The conceptual site design for the College of Architecture and Landscape Architecture references ideas and asks questions about landscape architecture/art/architecture/ecology and rewards the most prevalent visitor- the student of landscape architecture and architecture - with a beautiful and provocative landscape to stimulate their thinking and facilitate their dreaming.
Rebecca Krinke is an Assistant Professor of Landscape Architecture at the University of Minnesota, where she teaches studios, technology courses, and seminars on contemporary landscape architecture. Prior to joining the Minnesota faculty, she taught studios at Harvard Design School, Rhode Island School of Design, and the Boston Architectural Center. Degrees in art (sculpture) and landscape architecture have provided the framework for her research and practice which has a focus on contemplative and commemorative space. A contemplative space she designed for the Minnesota Landscape Arboretum, Forest Transformation, has just been built. It is composed of a bench/room and a copper clad wall that catches light and shadows, inviting visitors to pause and see the forest in a new way. The Great Island Memorial Garden, in collaboration with architect Randall Imai, was constructed in Massachusetts in 1999. Krinke organized and participated in a ground breaking symposium: “Contemporary Landscapes of Contemplation” which was held at the University in October 2002. She has given invited lectures on her work at Harvard Design School, MIT, Rhode Island School of Design, Savannah College of Art and Design, the University of Florida, and Virginia Tech, among others. Her publications include essays on The Lightning Field, the Oklahoma Memorial, and articles on the design of the contemporary, post-industrial landscape. She has twice won Landscape Architecture magazine's "Visionary Landscapes" competition and has served as a juror for this event.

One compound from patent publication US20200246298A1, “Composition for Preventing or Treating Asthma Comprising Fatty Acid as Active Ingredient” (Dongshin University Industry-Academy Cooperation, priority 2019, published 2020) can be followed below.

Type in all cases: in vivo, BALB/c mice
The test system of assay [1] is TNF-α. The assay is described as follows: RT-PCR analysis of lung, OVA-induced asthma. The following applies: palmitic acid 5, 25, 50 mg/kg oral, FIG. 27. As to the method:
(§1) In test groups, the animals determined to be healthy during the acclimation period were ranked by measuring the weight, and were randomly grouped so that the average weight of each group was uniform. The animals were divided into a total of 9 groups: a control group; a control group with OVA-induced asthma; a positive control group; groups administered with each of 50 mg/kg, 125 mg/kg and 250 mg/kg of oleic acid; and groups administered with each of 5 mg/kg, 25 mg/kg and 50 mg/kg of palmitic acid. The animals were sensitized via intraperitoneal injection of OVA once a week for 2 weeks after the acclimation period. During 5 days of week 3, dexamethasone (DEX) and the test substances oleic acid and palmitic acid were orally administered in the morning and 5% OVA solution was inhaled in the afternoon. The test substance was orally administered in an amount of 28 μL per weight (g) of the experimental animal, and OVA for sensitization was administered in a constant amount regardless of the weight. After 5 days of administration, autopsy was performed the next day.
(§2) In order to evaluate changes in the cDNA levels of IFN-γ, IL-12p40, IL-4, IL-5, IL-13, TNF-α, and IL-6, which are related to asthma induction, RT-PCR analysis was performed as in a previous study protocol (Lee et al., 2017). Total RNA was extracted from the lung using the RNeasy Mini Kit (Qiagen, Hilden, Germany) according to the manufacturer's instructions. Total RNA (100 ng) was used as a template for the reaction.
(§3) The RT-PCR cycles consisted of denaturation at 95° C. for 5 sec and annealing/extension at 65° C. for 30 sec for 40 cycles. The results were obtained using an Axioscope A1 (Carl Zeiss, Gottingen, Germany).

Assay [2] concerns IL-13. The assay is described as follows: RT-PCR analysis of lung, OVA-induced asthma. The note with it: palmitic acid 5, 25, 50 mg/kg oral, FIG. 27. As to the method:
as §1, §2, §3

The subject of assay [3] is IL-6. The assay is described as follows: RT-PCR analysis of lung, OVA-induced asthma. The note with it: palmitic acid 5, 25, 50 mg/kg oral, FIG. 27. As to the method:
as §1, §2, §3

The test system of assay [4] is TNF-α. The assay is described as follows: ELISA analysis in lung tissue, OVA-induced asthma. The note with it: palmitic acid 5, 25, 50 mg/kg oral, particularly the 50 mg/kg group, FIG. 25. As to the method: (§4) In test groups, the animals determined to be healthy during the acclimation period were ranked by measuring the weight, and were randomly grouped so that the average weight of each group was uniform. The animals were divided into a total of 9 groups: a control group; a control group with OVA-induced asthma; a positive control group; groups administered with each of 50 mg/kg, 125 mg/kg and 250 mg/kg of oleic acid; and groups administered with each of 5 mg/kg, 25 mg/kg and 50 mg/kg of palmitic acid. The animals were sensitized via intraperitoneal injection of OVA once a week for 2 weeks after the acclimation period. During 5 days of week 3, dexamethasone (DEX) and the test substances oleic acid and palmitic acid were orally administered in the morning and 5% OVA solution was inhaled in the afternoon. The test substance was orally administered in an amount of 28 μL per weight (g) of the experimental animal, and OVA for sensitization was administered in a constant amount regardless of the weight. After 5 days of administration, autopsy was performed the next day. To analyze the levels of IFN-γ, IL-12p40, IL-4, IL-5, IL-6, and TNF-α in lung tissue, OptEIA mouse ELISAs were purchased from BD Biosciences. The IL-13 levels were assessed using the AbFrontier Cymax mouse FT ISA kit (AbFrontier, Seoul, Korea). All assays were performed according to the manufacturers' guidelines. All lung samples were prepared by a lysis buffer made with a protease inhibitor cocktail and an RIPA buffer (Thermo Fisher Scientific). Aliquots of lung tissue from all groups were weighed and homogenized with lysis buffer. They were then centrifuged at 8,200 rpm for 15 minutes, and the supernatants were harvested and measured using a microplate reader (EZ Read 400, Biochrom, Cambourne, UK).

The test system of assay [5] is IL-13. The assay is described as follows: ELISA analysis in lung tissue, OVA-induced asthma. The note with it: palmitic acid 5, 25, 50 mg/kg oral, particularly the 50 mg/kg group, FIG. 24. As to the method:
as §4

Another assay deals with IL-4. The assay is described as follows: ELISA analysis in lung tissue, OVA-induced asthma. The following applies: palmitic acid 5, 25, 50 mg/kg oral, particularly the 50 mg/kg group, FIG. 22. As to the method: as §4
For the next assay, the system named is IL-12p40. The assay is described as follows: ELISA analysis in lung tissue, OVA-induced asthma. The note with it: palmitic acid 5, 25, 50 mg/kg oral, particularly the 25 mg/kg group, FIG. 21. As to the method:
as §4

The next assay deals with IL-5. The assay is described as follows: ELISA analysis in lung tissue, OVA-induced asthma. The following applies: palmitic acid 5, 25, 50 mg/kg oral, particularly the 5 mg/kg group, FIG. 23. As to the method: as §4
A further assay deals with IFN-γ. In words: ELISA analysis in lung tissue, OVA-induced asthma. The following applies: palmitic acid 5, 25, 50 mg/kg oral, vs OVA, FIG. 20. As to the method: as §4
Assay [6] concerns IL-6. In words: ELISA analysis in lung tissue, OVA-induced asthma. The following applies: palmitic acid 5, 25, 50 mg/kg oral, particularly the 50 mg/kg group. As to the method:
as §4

John Roloff's work generally falls into two site-related categories: large-scale environmental projects and large-scale photographic images installed in an architectural context. Roloff consistently works with themes related to ecology, geology, climactic phenomena, processes and history of the site's region or specific locality. He is probably best known for his site-collaborative ceramic installations in which large, hollow, refractory cement sculptures are fired at night outdoors using propane gas. This results in artifacts analogous to those made by naturally occurring event. Roloff grew up on the Oregon coast and attended the University of California at Davis, with the idea of becoming a marine geologist, but ultimately turning his attention towards making art. His work has been included in exhibitions at the Whitney (1975) and the Smithsonian (1989). He was the recipient of a Guggenheim Fellowship in 1983, a Fellowship award from the California Arts Council (1990), and three Fellowship awards from the National Endowment for the Arts (1977), (1980), (1986). His work has been reviewed in the San Francisco Chronicle, Artforum, New York Times and Art in America, among others. Since 1974, Roloff has done more than 85 lectures, panels, and visiting artists positions. He has taught at numerous Collages and Universities from 1978-1988, and is currently a full-time professor at the San Francisco Art Institute.
About the Public Art on Campus Program
The University of Minnesota established its Public Art on Campus Program in 1988, five years after Minnesota lawmakers declared that one percent of constructions costs for any state-funded building go toward the acquisition of artwork. The Public Art on Campus Program is managed by a committee of ten artists and arts professionals, architects, planners, landscape architects and engineers, chaired by the Weisman Art Museum's director, Lyndel King. They collaborate in each selection process with a committee composed of people who use the building where the artwork will be located.